“Amalek came and fought with Israel in Rephidim…” (Exodus 17:8-16)
In the shadow of the Great Rock, joy came to Israel. The gush of miracle water enveloped them in a sense of comfort and safety. With their needs met they settled down to everyday life.
However, an enemy lurked in the shadows. Sneaky, vicious, battle-trained Amalekites began by attacking Israel’s rear flank, picking them off one by one.
Heartbroken families begged Moses to do something. But, could Israel fight back when they had lived in slavery all their lives? What chance did slaves have against a brutal enemy?
Still, at Moses’ command, Joshua prepared an army. Moses, Aaron, and Hur climbed a hill overlooking the battlefield. When Moses lifted his hands and staff, fighting would commence.
As morning light peeked over the mount, Moses appeared. With robes gleaming in the sunlight, he lifted the rod of God high toward heaven. Somehow, this signal infused Israel with strength, for God was with them.
The battle was fierce. Moses was human.
His arms got tired and he lowered his staff. Without this symbol of God’s presence, Israel feared and faltered in battle. Amalek dominated.
Seeing Israel so quickly overcome, Moses prayed, lifting high this rod used by Almighty God to perform great miracles, so all could see. Regaining strength, Israel once more overpowered the enemy.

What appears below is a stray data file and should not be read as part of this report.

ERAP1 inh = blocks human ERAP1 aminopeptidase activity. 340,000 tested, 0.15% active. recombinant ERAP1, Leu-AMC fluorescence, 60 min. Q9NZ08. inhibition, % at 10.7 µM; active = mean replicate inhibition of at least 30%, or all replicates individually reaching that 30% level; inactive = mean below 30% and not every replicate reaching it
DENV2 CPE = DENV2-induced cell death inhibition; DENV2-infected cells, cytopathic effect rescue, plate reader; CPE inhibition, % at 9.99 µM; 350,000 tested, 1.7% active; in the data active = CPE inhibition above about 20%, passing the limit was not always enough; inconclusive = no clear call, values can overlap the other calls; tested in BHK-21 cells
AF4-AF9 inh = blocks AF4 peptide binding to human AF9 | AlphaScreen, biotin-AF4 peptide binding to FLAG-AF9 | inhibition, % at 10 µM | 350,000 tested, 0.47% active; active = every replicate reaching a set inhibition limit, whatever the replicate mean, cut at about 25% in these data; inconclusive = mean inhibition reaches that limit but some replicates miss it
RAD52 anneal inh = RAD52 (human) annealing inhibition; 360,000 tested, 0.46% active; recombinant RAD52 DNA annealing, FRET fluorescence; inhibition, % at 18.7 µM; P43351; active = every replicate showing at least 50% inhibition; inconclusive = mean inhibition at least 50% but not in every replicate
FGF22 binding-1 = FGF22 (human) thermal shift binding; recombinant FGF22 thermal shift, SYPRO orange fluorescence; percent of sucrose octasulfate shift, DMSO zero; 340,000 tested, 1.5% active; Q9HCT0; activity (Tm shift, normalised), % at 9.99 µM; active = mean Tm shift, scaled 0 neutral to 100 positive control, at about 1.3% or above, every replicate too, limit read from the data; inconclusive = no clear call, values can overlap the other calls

But a man can only sustain outstretched arms for a short period.
Each time Moses lowered his arms, Amalek prevailed. However when the rod of God was raised, Israel prevailed. Moses needed help. Seeing this, Aaron and Hur sat him on a boulder and held up his arms.
As the sun slipped below the horizon, Israel triumphed over Amalek. Nevertheless, their death toll and wounds were considerable. An exuberant, but grieving Joshua greeted Moses descending the mountain. God knew Joshua’s pain. In His mercy, He gave Moses a word of hope for Joshua stating, “I will utterly blot out the remembrance of Amalek from under heaven.”
What good news. The Lord would destroy this horrific enemy, but when. Moses said it would take generations, as he built an altar to glorify God. Naming the altar Jehovah-nissi, The-Lord-Is-My-Banner, Moses and Joshua worshiped.
The Hebrew word nissi, translated banner, is not what we know to be a banner or flag, although it is the same concept. Nissi means pole, rod, or standard.
The sight of Moses on the mount, interceding with holy hands and rod toward heaven, encouraged and united Israel.
The lifted rod became Israel’s rallying point and spiritually represented the cross of Christ. In John 12:32 Jesus said, “When I am lifted up from the earth, I will draw everyone to me.”
Believing and receiving Christ’s death as our own unites us. We become one in Him.
As such, Jehovah-nissi continues to fight this enemy in and through us in each generation, whether a literal Amalek or a spiritual one. United by our Banner, Jesus Christ, God leads us in triumph and diffuses the fragrance of His knowledge in every place. (II Cor. 2:14)